Obama's Budget Proposal
Now here comes the challenging part. No, I’m not talking about the challenges around Obama’s budget, but about the challenge of keeping this blogging hobby of mine up while going into tax season. This ought to be interesting.
Of course, my personal challenges pale beside the challenges of our nation as reflected in Obama’s budget proposal which will dominate the news cycle for the next few weeks. To be sure, we’re all going to hear sniping from all sides of the political spectrum over tax increases and accusations of pork barrel spending. You know, the type of stuff that makes your eyes glaze over and at the end of the day, you actually know nothing more of what’s in the budget than you did when they first began talking about it. By design, the debate over these matters evinces an emotional response rather than a rational one. To really appreciate what’s going on, there has to be some rational discussion had.
Obama said something interesting during his state of the union speech which both political parties agree with. He mentioned that he’d like to see a spending freeze on discretionary spending with the exception of the defense and entitlement budgets. Well, those two areas account for the largest slices of the federal budget. I don’t have the figures right in front of me now, but as I recollect that these two areas account upwards to 70 to 75% of the budget, which means we’re going to have a protracted battle over the remaining 25%. Somehow that just doesn’t make sense to me, particularly in light of the fact that the military and entitlements expenditures are the main things that aren’t sustainable over the long haul. Given that, it would seem that the main thing we ought to be talking about is those two areas—particularly military spending, but it seems that both citizens and politicians lack the political maturity to explore these areas honestly without hysterics. To pull these areas off the cutting table continues the sort of dishonesty that got us here to begin with. No one wants to see these areas cut, but no one wants to pay more taxes, so the political solution is to borrow, print up some more money and put off addressing the issue off in the future. The future is here and we really need to deal with these issues now. We’re all really to blame for this.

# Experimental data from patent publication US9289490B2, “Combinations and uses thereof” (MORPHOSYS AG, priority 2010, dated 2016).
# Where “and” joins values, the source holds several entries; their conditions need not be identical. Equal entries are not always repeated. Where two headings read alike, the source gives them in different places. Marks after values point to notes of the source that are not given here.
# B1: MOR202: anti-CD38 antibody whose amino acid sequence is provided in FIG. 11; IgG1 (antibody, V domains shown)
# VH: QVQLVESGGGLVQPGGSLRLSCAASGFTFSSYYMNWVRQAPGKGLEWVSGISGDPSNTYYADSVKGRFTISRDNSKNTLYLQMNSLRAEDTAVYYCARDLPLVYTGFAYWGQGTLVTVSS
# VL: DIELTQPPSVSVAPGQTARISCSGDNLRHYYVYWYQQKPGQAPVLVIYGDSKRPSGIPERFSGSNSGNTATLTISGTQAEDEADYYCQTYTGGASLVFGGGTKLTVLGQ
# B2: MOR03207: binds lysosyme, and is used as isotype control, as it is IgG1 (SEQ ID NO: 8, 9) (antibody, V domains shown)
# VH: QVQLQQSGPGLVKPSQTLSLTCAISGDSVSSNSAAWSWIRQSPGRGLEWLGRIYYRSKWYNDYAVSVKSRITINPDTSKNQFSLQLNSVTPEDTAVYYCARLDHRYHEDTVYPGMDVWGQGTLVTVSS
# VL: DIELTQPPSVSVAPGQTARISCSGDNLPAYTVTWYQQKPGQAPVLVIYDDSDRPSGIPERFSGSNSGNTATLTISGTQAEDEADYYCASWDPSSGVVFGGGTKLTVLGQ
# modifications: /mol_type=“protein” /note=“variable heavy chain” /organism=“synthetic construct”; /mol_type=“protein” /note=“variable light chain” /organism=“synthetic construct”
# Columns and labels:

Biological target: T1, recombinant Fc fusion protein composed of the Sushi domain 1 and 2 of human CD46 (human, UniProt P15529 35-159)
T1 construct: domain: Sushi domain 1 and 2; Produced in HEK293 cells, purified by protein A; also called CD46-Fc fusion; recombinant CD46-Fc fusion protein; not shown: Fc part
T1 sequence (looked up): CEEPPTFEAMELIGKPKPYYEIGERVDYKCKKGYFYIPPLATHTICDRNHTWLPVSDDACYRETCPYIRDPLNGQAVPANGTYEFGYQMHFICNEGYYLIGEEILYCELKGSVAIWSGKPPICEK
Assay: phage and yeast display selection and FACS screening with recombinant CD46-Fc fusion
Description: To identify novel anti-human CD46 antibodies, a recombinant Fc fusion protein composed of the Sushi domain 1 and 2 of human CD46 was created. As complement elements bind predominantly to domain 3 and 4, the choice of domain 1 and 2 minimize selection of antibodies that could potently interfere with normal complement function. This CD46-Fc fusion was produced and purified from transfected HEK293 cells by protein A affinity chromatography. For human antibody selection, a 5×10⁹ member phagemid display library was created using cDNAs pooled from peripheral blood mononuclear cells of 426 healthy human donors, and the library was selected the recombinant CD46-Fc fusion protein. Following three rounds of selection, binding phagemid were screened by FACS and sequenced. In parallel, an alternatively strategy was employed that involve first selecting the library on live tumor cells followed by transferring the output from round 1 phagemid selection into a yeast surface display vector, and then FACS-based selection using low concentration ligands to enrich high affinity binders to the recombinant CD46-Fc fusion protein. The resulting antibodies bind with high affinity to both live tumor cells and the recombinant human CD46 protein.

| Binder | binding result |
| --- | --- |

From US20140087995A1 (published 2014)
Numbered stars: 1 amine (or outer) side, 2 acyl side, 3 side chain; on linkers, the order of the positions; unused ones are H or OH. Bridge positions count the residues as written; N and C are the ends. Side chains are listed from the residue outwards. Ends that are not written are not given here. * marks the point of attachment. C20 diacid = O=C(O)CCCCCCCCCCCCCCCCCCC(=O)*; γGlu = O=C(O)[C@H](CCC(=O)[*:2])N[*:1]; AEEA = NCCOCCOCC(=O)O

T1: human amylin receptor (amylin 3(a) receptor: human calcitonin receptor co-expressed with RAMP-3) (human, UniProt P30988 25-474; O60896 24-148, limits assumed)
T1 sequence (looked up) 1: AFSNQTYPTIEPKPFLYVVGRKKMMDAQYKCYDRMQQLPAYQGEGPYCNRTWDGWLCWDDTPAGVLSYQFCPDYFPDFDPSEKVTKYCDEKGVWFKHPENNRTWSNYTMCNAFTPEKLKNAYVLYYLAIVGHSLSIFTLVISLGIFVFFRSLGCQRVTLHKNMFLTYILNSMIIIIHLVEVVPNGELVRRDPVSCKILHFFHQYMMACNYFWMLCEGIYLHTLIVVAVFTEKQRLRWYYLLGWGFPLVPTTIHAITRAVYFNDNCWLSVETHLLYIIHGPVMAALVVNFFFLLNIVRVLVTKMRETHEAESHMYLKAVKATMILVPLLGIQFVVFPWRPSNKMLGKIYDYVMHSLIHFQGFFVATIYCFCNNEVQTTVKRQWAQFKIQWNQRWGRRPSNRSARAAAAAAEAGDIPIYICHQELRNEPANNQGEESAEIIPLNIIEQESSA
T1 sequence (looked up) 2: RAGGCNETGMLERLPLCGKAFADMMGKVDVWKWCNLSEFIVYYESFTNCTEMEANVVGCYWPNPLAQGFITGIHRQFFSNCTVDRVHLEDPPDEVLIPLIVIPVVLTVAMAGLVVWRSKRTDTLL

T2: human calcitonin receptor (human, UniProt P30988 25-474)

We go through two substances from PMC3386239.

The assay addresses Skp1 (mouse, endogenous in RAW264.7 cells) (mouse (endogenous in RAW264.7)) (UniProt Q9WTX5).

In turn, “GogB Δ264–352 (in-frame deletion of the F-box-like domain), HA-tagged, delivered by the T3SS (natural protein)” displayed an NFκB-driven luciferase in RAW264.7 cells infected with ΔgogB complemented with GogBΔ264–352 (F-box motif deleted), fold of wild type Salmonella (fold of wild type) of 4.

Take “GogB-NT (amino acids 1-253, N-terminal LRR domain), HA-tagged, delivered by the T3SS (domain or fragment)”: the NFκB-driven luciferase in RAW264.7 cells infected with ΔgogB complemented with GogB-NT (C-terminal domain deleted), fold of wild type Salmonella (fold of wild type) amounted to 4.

The federal deficits are as big as they are for much the same reason that the majority of the states are having budget gaps—there’s been a steep drop off in revenues while the expense base remains unchanged. In my opinion, much of the drop off is structural or permanent Moreover, since the private sector has shrunken back so much in the wake of the Great Recession, the idea is for government spending to replace private sector spending and create jobs. While it may be possible for the government to support job creation in certain areas, widespread job creation is beyond what it really can do. A robust private sector can, but it’s currently in retrenchment, so the most a jobs program is going to do is put a salve on the wound and I don’t have a problem with that, but I think it’s wise for folks to keep their expectations in check and not look for much beyond that.
The chart immediately above depicts what the administration believes will be the deficit situation over the next ten years. This is a little like looking at death in the face and there’s no doubt that they’ve likely underestimated the deficits, which means the problem is even worst. These have to be financed and we lack the domestic savings to do so. We also lack the will to raise taxes, so that means that China and Japan have to agree to come along to the dance and continue to loan us money. They may be reluctant to do so as they’ve enough exposure to the US already with their existing holdings of our debt. So the real question is who will finance us and at what cost?
We’re really at a tipping point now and some hard choices need to be made right now. Unfortunately, all we’re going to hear over the next few weeks of posturing is about the 25% of the budget that’s up for grabs because they’ve all agreed that the remaining 75% is “untouchable”. Beyond the fiscal crisis, the next biggest crisis we face is one of leadership across the board. That will become even more apparent as we go forth.